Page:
The guidelines define a “qualified trainer” as an individual who has “legal education coupled with practical experience, or substantial practical experience in harassment, discrimination and retaliation” that can “effectively lead in-person or webinars.” The trainer must be qualified to train on a number of issues related to harassment as outlined by the FEHC guidelines.
How Do You Track Training?
Employers are required to provide training once every two years and have the option of using “individual” or “training year” tracking. Under the “individual” tracking system, an employer simply tracks “its training requirement for each supervisory employee, measured two years from the date of completion of the last training of the individual supervisor.”
Alternatively, an employer may use the “training year” tracking method and thereby “designate a ‘training year’ in which it trains its supervisory employees.” The employer will then retrain the supervisory employees no later than the next “training year,” two years later. In the case of newly hired or promoted supervisors who receive training within six months of assuming their supervisory positions, but in a different training year, “the employer may include them in the next group training year, even if it occurs sooner than two years.” Furthermore, a supervisor who has received anti-harassment training in compliance with the statute within the prior two years from either a current, prior or alternate joint employer “need only be given, be required to read and acknowledge receipt of, the employer’s antiharassment policy within six months of assuming” the new supervisory position or “within six months of employer’s eligibility.” The current employer, however, will have the burden of establishing the legal compliance with this section of the previous training. The employer may then place new supervisors on the two year track schedule.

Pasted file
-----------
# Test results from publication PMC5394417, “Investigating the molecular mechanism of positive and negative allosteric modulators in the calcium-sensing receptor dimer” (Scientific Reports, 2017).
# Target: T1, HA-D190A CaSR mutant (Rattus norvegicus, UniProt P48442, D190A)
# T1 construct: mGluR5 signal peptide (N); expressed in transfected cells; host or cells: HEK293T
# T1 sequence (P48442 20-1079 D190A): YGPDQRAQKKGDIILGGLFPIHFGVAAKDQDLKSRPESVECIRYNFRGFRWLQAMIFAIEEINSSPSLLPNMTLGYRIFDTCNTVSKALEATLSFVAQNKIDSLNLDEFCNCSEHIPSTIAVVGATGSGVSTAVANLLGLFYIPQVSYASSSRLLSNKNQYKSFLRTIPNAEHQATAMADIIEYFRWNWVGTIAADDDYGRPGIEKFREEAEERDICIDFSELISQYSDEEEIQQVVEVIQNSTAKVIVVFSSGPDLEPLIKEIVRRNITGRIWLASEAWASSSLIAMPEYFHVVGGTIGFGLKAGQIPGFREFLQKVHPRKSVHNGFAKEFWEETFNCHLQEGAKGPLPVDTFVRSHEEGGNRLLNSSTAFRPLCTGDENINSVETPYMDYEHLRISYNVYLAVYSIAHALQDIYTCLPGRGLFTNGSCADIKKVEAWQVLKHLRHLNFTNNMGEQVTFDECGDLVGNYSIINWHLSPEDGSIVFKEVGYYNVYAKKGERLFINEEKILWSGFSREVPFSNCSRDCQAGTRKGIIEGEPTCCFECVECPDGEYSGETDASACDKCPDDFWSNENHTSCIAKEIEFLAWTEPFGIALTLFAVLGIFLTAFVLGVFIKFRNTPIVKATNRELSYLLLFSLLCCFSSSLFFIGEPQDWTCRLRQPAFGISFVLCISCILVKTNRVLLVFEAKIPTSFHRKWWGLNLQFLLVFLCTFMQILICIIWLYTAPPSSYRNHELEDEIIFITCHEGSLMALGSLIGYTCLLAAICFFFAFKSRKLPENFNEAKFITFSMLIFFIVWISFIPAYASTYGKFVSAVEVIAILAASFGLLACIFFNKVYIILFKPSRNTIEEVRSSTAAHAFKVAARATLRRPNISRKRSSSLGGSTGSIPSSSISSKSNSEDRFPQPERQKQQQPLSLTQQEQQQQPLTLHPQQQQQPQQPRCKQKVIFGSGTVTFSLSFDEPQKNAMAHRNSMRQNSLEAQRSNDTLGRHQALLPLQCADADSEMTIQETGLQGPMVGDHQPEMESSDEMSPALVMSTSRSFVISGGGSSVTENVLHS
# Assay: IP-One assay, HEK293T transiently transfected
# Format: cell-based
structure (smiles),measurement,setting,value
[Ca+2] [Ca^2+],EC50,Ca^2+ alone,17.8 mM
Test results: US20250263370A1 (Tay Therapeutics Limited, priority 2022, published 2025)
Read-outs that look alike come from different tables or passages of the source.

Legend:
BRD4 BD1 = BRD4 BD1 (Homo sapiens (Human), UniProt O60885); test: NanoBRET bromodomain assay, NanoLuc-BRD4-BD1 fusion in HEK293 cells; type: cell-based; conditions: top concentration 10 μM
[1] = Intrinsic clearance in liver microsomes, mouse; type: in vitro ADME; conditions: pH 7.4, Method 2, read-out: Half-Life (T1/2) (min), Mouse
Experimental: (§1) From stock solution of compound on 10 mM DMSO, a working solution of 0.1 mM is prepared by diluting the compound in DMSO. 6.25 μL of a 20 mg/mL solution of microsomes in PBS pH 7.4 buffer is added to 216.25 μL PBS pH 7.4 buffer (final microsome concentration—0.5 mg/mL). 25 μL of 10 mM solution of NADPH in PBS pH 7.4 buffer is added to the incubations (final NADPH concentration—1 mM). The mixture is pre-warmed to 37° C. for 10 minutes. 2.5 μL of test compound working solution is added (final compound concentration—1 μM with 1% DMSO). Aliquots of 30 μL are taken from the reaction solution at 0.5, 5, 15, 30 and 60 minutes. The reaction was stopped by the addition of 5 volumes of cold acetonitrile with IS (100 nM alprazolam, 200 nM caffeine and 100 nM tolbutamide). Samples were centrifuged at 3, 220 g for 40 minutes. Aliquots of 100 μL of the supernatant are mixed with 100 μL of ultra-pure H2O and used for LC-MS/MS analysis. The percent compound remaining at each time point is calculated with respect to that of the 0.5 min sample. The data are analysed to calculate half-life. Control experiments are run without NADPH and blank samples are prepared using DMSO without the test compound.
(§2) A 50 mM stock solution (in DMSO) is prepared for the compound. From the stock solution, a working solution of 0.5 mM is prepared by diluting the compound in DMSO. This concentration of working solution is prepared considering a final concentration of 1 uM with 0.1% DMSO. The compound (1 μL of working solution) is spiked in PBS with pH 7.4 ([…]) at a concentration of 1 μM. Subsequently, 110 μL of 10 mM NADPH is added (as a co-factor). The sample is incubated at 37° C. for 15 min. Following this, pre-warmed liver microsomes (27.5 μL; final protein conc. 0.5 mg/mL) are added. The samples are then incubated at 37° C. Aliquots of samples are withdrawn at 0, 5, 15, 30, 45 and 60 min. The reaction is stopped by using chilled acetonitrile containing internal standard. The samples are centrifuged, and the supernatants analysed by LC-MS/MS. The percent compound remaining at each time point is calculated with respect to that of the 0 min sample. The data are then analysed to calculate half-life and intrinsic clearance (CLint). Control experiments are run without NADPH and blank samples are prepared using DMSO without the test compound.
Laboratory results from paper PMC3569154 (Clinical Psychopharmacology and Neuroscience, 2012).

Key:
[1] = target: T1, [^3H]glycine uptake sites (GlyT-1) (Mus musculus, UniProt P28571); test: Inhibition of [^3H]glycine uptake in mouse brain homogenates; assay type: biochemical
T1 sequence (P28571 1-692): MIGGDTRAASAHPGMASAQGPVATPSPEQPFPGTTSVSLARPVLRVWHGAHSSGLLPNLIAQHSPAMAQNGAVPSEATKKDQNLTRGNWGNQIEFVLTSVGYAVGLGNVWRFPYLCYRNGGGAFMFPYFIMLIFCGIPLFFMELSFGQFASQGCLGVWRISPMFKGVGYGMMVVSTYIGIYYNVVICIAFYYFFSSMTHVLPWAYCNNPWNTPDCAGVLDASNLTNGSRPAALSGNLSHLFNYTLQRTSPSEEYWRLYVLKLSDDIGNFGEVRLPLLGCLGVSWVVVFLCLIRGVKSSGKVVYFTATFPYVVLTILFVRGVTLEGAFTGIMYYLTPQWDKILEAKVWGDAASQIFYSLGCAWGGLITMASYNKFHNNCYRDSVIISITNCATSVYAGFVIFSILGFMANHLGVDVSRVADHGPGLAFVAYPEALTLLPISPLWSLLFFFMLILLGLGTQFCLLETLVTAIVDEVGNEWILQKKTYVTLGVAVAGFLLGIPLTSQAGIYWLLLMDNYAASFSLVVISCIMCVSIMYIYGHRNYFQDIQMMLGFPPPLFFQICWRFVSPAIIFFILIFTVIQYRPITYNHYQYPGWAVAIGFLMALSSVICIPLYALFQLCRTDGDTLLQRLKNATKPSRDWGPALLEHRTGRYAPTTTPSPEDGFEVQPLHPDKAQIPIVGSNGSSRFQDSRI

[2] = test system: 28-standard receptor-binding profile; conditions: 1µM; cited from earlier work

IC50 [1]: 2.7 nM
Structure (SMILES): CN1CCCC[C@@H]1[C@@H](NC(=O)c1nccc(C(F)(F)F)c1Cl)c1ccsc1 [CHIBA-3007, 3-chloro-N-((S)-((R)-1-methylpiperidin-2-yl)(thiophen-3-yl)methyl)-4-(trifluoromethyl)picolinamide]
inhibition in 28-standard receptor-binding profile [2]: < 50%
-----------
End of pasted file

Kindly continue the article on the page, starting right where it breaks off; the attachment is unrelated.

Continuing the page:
What Records Should Be Kept And For How Long?
The Commission requires that employers keep documentation of harassment training in order to track compliance. The records should include “the name of the supervisory employee trained, the date of training, the type of training, and the name of the training provider.” The documentation records should be kept for a minimum of two years. What Should You Do To Ensure That Your Training Is In Compliance With The Law? Given the gravity and ramifications of sexual harassment claims, employers should consider taking some time to evaluate and strengthen their harassment training programs to meet the legal specifications. The following steps may help you in this process.
- Know whether or not you are subject to the training statute. You may safely assume that you are subject to the training statute if you have 50 or more full time, part time, or temporary employees or contractors and at least one of them lives or works in California.
- Train all supervisors who “directly” supervise California employees. If you are not sure whether the supervision is “direct” or otherwise, assume it is direct and train them.
- Maintain a fixed training schedule that is easily enforceable. Group your supervisors by “training year” and set fixed training schedules to facilitate your training requirement.
- Evaluate your training programs regularly. Look for any changes in applicable California and federal law.
- Protect yourself from harassment claims by going beyond the minimum training required. Consider:
(a) expanding harassment training to include topics that are recommended but not required under the law;
(b) training your supervisory employees even if your company is not subject to Section 12950.1; and
(c) providing more than the minimum two hour training.